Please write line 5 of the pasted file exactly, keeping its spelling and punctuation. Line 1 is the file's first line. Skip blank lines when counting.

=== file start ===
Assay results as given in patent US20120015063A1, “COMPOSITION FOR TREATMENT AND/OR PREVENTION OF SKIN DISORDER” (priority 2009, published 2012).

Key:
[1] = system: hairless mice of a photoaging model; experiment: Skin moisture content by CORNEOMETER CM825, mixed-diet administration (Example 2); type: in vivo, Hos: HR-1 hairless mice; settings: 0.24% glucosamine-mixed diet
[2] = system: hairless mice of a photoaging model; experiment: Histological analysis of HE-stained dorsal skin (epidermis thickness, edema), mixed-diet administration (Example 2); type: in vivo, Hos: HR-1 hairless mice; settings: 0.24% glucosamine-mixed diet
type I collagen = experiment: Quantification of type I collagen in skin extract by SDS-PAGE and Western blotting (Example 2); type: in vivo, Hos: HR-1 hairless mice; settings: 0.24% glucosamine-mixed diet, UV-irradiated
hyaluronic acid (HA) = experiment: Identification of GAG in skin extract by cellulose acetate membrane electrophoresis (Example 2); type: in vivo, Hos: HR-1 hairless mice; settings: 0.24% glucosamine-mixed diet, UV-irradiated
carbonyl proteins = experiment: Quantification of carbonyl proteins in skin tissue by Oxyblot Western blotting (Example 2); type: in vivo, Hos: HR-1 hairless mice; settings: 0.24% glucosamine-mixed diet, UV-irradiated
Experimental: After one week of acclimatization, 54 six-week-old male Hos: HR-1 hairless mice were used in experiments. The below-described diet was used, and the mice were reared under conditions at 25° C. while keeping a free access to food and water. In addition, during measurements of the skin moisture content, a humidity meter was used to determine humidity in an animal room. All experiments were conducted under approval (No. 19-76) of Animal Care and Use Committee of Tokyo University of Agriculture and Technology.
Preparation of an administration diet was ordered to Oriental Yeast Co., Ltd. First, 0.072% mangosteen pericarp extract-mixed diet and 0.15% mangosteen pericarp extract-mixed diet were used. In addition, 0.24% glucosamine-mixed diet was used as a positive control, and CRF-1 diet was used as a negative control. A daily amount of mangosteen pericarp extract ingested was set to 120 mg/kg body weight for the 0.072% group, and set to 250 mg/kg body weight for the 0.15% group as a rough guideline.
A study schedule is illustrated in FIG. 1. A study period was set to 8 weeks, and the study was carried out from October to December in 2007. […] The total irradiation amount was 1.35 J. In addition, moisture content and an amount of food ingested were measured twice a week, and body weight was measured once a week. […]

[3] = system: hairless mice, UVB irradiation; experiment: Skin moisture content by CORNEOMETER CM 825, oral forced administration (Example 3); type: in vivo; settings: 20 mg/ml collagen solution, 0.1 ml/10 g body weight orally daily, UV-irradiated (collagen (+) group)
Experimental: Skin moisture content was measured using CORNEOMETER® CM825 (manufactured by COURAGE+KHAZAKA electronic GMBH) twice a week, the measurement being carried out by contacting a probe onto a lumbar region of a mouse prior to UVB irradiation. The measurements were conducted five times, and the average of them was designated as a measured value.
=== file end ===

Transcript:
type I collagen = experiment: Quantification of type I collagen in skin extract by SDS-PAGE and Western blotting (Example 2); type: in vivo, Hos: HR-1 hairless mice; settings: 0.24% glucosamine-mixed diet, UV-irradiated